Brick by Brick


One writer explores Birmingham’s BrickFair, a LEGO convention, to discover what makes LEGO lovers build.

Written by Phillip Ratliff

Photos by Beau Gustafson

 

Consumed in a single optical gulp, BrickFair is spectacularly anachronistic, a sprawling make-believe landscape of castles and locomotives, spacecraft and robotics, Harry Potter and Doctor Who. In this world of non sequiturs, BrickFair’s attendees revealed another curious fact: Many of LEGO’s most ardent devotees are grown-ups. Sure, there are children at BrickFair, hundreds of them, there to absorb LEGO eye candy and snap together a chunky, kid-friendly version of the plastic block at miniature workstations. But what’s striking to the outsider is the furrowed, even wizened faces in the BrickFair crowd. There are engineers, adult-age, self-described LEGO nerds, building large societies of bridges and trains. There are LEGO dealers, also adults, trading in discontinued LEGO pieces to builders desperate to replace a lost piece in a kit or find a one-off piece for an original project. And there are lots of grown-ups just walking around, untethered to children, taking in the handiwork of other skilled builders, lost in the array of miniature worlds.

There’s a name for this sort of builder: Adult Fan of LEGO, or AFOL for short. They face many challenges beyond those pertaining to spatial logic. AFOLs must balance working a job and maybe raising a family with their passion for plastic brick worlds.  Positioning extended build times within the constraints of gainful employment and family obligations requires its own sort of organizational ingenuity. “If I’m in a big project, I’ll spend hours a day working on it. In between builds, I’ll spend my time researching and thinking about my next project. I can spend eight to 10 months, a couple of hours each day, working around school and on off days,” says veteran builder and LEGO activist Stefan Formentano.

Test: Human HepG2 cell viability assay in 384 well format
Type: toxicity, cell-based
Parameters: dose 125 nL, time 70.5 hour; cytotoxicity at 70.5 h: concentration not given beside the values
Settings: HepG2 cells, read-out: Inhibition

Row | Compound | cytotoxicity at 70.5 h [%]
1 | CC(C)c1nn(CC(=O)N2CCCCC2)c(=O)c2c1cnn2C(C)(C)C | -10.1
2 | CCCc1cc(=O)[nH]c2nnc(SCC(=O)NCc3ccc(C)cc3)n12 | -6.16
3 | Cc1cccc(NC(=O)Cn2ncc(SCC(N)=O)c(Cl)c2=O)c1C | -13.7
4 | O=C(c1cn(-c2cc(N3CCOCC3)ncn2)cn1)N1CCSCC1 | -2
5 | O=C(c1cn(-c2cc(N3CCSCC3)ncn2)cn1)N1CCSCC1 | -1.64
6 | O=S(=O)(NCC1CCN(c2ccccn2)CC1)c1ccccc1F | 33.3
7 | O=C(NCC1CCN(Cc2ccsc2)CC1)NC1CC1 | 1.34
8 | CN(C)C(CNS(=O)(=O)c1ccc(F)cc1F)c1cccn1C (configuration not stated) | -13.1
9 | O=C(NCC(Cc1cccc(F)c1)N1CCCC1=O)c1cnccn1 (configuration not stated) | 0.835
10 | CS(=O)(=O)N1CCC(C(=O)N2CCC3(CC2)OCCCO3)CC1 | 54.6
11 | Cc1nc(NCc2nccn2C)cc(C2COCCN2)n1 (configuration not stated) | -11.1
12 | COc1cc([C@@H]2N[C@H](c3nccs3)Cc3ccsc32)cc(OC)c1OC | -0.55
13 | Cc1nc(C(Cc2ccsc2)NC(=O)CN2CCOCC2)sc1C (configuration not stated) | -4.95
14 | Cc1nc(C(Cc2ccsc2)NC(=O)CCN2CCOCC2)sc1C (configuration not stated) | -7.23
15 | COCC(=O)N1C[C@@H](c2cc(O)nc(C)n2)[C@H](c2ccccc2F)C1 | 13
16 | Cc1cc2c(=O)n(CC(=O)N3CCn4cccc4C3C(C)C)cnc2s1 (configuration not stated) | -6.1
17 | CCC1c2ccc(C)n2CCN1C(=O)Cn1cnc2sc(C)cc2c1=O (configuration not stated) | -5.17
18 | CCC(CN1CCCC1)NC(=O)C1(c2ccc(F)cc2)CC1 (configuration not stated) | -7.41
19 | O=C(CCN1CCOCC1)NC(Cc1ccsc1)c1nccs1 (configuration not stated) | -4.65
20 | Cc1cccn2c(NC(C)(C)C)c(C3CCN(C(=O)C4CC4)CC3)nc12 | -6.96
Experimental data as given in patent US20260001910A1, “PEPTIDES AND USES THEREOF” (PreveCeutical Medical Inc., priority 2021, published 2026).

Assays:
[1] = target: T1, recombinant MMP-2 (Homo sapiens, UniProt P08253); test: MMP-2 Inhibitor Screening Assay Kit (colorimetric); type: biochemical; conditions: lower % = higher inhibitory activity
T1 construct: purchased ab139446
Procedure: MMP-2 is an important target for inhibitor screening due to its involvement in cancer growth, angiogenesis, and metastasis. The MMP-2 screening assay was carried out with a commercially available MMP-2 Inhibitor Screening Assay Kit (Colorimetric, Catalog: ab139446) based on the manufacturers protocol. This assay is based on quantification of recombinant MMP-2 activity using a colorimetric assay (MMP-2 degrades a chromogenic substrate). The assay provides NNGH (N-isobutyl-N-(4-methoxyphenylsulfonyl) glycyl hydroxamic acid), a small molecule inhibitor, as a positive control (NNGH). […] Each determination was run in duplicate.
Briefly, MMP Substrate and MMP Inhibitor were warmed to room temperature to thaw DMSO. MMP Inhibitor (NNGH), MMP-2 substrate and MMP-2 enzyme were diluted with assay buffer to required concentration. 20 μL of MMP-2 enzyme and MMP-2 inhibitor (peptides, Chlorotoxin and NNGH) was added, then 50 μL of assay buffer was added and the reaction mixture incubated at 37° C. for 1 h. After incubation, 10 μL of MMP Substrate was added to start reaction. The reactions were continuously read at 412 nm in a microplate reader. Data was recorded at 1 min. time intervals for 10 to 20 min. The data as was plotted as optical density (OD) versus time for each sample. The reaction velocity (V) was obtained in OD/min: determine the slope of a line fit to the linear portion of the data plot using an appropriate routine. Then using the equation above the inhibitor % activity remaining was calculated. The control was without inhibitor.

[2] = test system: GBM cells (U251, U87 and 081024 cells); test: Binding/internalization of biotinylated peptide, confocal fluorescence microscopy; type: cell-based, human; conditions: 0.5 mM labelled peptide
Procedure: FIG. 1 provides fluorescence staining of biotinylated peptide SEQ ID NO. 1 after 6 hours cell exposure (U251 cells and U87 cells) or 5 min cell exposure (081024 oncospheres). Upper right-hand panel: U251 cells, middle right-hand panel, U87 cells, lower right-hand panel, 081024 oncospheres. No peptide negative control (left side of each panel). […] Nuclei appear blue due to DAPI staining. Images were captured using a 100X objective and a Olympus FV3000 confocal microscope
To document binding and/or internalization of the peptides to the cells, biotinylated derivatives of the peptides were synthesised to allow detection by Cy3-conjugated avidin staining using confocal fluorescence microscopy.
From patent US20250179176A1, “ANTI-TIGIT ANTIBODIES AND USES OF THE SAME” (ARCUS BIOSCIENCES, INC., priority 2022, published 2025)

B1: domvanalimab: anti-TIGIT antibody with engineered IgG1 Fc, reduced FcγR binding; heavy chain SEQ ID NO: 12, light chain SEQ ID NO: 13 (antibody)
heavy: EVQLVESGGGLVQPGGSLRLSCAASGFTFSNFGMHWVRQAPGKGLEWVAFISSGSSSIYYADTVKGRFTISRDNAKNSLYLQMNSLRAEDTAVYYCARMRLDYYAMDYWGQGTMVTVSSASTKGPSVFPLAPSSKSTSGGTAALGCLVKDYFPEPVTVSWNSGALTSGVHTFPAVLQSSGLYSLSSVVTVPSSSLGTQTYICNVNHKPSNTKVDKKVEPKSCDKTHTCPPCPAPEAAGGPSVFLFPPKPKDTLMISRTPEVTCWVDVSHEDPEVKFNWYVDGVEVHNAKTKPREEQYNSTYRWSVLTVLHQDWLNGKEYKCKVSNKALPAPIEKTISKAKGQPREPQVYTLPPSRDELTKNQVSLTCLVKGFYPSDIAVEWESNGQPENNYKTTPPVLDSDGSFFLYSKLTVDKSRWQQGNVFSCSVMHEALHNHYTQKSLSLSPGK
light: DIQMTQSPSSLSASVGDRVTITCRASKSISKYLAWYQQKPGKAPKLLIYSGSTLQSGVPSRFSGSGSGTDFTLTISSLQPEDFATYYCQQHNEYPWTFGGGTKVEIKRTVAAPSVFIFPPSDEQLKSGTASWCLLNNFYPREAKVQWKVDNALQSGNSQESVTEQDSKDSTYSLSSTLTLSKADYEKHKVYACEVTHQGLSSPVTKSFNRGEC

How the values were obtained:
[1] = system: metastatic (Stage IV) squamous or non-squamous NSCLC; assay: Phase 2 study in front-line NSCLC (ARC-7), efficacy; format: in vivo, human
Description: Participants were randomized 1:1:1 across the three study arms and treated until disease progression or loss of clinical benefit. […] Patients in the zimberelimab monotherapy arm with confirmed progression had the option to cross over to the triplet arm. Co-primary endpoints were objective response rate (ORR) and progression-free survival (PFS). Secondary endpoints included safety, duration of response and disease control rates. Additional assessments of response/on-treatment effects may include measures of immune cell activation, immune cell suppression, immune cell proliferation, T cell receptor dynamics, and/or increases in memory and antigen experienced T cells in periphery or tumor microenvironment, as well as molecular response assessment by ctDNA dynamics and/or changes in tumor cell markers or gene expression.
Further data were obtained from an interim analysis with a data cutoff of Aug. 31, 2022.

Formentano is known around BrickFair for his work as a builder and as one of the Birmingham LEGO community’s founders. The 24-year-old UAB business major is gregarious, forever smiling. His name frequently arises in conversations with AFOLs at BrickFair. Formentano is married, to someone whom he says gets him. Although he is clearly obsessed with building, he possesses the appealing trait of being able to get past LEGO group-speak to communicate with the layperson. Formentano invited me to track him down at his place of employment, which is none other than the Hoover Galleria LEGO store, to unlock what had been a mystery to me for some time—namely, what motivates grown-ups to devote great swaths of personal time to the construction of alternative toy universes.

Stefan Formentano

Stefan Formentano

Formentano traces his interest in LEGO building back to age 3, when his mother gave him his first set of bricks. Formentano believes that his fellow home-schooled kids are especially drawn to the creative, self-directed problem solving required of a large-scale LEGO build. He continued to build enthusiastically for years, mastering basic then sophisticated techniques, until his teens, when he exchanged building for a more robust social life. The pattern is so common in adult builders’ personal histories that they have given the teenaged, nonbuilding years a name: the dark ages. Formentano has obviously come through the dark ages with a rekindled passion. Today, he is an assistant manager at the LEGO store, with a dream of working in the LEGO corporate office after he finishes his degree.

Formentano’s passion is for building large castles, a popular genre among adult builders. (Their online community can be found at www.classic-castle.com.) He prefers building castles that interact organically with the surrounding LEGO landscape. One of his favorite pieces is a castle built on a hillside looking down on a medieval village. He began the piece by drawing a rough sketch, just to give him some direction and then let the castle “go where it goes.” Formentano says he has charted a middle course for himself, admitting both sketched-out and improvised building into his work process. Some prefer improvised building, designing and snapping bricks as they go, he says. Others have an intricate planning process that incorporates LEGO Digital Designer, a brick-by-brick computer program that tells the builder precisely what pieces are needed. Formentano’s quasi-improvised method, he says, is well-suited to his favorite build subject. German castles have lots of angles. They roll with landscapes and emanate roads that tumble into villages. “There aren’t a lot of pure right angles. It can look impressive to nonfans,” he says. His approach to erecting castles had him building in ways he did not expect, leading him to search for new ways to manipulate a brick or solve a problem. “At some point, you hit issues. Bricks don’t line up. You have to modify,” he explains.